Time to get our murdering on again and for the second month on the trot I’ve got a historical cosy mystery for you – and what’s more, three of the words of the title are exactly the same. The Secrets of Wishtide by Kate Saunders is the first of a new series featuring spritely, middle-aged widow Laetitia Rodd. I will admit that this first offering saw we shelf-denizens taking quite a shine to Mrs Rodd and we thoroughly enjoyed this first adventure (a digital copy of which we received from the publisher via Netgalley). Let’s crack on – here’s the blurb from Goodreads:
Mrs Laetitia Rodd is the impoverished widow of an Archdeacon, living modestly in Hampstead with her landlady Mrs Bentley. She is also a private detective of the utmost discretion. In winter 1850, her brother Frederick, a criminal barrister, introduces her to Sir James Calderstone, a wealthy and powerful industrialist who asks Mrs Rodd to investigate the background of an ‘unsuitable’ woman his son intends to marry ? a match he is determined to prevent.
In the guise of governess, she travels to the family seat, Wishtide, deep in the frozen Lincolnshire countryside, where she soon discovers that the Calderstones have more to hide than most. As their secrets unfold, the case takes an unpleasant turn when a man is found dead outside a tavern. Mrs Rodd’s keen eyes and astute wits are taxed as never before in her search for the truth ? which carries her from elite drawing rooms to London’s notorious inns and its steaming laundry houses.
Dickensian in its scope and characters, The Secrets of Wishtide brings nineteenth century society vividly to life and illuminates the effect of Victorian morality on women’s lives. Introducing an irresistible new detective, the first book in the Laetitia Rodd Mystery series will enthral and delight.
Middle-aged widow Letty Rodd is called to the countryside to investigate the past of a woman who is the object of the affections of a rich young gentleman. Just when Mrs Rodd believes she has got at the truth, events take a gruesome turn and Mrs Rodd is suddenly plunged into the thick of a murder investigation, in which a young man’s life hangs in the balance. As the bodies mount up, Mrs Rodd knows that she is dealing with a ruthless killer, yet without the hard evidence required by the slightly irritating Constable Blackbeard, Laetitia is not certain that she can clear Charles Calderstone’s name and spare the family the horror of losing their son.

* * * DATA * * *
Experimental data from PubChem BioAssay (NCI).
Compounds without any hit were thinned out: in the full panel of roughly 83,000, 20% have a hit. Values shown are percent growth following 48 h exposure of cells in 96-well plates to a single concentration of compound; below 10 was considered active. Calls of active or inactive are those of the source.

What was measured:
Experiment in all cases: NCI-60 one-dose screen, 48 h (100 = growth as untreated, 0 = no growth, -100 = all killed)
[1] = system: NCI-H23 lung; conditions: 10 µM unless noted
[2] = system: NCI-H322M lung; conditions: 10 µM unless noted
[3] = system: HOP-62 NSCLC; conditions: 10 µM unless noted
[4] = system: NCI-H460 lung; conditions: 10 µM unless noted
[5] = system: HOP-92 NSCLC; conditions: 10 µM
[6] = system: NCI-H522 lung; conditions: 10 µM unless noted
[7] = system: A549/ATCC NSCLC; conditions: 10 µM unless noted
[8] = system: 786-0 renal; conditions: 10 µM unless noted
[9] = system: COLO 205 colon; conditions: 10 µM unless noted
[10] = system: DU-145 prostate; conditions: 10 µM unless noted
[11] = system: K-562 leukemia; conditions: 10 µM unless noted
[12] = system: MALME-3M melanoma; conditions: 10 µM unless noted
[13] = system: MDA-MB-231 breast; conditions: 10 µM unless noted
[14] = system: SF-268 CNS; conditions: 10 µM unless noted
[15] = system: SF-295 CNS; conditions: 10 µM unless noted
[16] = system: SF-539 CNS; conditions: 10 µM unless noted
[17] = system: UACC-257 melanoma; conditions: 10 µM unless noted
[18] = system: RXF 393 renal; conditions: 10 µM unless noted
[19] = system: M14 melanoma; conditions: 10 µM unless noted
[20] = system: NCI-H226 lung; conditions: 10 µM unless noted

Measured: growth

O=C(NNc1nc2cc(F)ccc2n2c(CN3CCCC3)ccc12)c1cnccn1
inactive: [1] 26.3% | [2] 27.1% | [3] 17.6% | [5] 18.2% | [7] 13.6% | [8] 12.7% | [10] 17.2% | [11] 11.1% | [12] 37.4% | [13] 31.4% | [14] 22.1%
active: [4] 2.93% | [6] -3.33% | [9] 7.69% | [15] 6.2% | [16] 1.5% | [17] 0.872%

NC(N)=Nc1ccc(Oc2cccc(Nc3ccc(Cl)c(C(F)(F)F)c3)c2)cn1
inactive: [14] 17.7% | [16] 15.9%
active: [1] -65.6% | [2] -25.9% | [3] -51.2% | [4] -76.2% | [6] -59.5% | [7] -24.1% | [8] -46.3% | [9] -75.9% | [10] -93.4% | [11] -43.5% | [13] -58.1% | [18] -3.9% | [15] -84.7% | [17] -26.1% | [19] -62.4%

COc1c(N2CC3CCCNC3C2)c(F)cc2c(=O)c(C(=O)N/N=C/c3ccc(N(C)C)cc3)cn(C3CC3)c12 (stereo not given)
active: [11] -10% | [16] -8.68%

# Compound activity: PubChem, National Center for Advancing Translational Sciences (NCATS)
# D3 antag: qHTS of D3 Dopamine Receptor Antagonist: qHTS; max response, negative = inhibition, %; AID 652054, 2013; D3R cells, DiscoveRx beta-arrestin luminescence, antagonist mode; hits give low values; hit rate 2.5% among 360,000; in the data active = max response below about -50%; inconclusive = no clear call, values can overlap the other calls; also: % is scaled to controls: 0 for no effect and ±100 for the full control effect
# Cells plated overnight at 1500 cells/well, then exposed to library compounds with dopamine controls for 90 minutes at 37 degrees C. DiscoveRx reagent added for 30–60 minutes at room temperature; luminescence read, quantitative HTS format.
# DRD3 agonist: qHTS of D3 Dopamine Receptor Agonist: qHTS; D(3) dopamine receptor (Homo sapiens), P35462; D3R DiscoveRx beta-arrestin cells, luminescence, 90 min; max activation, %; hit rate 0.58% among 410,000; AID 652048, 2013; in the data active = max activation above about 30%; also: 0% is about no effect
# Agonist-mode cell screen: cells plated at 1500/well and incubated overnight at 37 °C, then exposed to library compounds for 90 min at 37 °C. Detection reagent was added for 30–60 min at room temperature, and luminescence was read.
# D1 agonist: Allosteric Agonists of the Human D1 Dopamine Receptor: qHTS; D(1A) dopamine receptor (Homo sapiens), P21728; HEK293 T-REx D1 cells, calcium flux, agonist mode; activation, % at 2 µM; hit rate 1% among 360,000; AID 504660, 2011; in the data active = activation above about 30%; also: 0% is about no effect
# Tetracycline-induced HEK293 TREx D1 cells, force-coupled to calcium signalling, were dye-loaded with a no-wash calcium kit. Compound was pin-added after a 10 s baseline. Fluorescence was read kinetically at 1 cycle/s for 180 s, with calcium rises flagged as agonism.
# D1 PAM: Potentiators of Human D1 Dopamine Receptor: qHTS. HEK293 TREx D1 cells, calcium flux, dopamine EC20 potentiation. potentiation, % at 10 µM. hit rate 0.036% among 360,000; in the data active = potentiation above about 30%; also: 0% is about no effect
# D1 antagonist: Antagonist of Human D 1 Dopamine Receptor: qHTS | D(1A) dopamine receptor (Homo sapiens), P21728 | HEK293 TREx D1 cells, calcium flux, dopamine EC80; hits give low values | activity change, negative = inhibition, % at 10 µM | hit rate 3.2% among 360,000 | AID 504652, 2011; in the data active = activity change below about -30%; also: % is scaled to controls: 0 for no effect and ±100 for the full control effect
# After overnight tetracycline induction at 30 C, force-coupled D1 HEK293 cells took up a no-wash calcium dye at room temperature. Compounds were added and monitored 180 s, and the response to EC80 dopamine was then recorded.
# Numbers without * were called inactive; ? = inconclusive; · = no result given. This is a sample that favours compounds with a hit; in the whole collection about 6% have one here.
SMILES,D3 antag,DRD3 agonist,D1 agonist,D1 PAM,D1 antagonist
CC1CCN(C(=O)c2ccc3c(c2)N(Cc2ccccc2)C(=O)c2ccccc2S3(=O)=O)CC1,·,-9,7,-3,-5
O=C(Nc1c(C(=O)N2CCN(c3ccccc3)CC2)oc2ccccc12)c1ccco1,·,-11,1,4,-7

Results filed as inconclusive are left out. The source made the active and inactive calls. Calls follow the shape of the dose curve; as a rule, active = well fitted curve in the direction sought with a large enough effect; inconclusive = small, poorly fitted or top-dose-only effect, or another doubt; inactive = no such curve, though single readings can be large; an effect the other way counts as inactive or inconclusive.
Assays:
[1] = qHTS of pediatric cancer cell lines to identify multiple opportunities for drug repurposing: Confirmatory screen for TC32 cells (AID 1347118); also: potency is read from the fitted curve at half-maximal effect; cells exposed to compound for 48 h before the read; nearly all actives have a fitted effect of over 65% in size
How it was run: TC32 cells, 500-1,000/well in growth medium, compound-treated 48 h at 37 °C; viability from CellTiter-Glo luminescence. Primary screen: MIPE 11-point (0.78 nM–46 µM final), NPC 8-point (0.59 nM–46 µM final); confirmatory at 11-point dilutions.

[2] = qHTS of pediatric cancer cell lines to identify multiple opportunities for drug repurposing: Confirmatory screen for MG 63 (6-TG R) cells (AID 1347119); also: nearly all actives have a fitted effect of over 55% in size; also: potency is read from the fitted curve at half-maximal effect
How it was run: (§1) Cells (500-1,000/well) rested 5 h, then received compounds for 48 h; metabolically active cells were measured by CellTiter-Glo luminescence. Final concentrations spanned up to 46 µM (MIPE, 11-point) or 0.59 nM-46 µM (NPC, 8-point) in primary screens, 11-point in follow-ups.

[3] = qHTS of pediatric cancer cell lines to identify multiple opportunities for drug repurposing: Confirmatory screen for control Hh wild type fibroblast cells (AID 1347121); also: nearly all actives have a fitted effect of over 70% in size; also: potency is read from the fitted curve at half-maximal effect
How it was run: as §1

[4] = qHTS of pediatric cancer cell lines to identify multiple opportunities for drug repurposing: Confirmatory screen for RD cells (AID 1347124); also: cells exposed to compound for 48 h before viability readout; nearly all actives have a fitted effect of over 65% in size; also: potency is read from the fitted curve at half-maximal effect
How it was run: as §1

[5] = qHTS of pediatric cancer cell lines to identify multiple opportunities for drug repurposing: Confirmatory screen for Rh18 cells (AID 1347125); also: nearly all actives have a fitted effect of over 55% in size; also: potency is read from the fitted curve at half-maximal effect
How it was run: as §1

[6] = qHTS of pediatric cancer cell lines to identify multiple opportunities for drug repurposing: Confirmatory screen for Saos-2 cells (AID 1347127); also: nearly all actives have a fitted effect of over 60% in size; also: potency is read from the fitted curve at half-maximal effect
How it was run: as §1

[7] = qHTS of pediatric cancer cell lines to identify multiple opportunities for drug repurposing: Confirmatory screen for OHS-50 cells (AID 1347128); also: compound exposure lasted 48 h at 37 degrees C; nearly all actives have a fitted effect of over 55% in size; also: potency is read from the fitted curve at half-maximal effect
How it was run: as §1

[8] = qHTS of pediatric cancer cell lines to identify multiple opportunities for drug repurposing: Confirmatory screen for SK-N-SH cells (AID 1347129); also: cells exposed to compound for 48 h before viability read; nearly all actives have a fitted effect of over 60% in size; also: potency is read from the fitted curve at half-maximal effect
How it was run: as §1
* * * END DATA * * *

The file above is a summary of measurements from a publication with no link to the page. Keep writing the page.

The Usual Suspects:
There are quite a slew of possible suspects here and they all seem to have shady connections to the deceased and each other. There is, of course, young Charles Calderstone, last seen arguing with his beloved before a brutal murder occurs, there’s the blackmailer and his or her potential lackeys, there’s Sir James Calderstone, who has his own reasons for not wanting his son to marry the object of his affections, and also a collection of persons unknown who may have an axe to grind against Sir James and his wife.
The Hunt for the Murderer/s:
I have to say that the hunt for the murderer/s was expertly done, with fantastic pacing and the added excitement of extra, unexpected murders to spice things up (and shake up the list of suspects). Often I find that novels of this sort have problems with pacing in that too much is revealed too early, leaving the story to drag, or not enough is revealed early on, leaving the reader wishing the intended would hurry up and be killed. I had no troubles at all with this book however and was thoroughly engaged from start to end.
Four poison bottles for the sordid satisfaction of dirty linen aired in public
I found this to be an impressive series opener, and I am glad that it is the start of a series because Laetitia Rodd is a thoroughly likeable protagonist. The mystery elements were complicated enough to be interesting, without being so twisted as to be impossible to untangle. The characters all seemed to have colourful pasts, which makes guessing who the murderer/s might be jolly good fun.
There were a couple of idiosyncrasies to the writing that threw me a bit. Throughout the narration, Laetitia continually references investigations in which she has previously participated, and this had me a bit confused until I could reassure myself that this was in fact the first in the series and I hadn’t accidentally picked up the second or third by mistake. Also, I simply could not picture Mrs Rodd as the middle-aged woman that she is supposed to be. I’m not sure if it is the picture on the cover that led me astray or her buoyant, energetic manner, but my mind insisted on imagining Laetitia as an early-twenty-something. Regardless, I couldn’t help but fall into step beside her and attempt to assist in catching the murderer/s.
The only area in which this fell down a little was the fact that the ending was far more straightforward than I expected it to be, but for a first crack at a new character, it was more than enough to be going on with. I will be definitely keeping an eye out for Mrs Rodd’s further adventures.
Until next time,